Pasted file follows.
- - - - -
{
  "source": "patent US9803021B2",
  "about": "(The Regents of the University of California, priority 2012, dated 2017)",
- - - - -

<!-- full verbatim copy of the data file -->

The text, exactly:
{
  "source": "patent US9803021B2",
  "about": "(The Regents of the University of California, priority 2012, dated 2017)",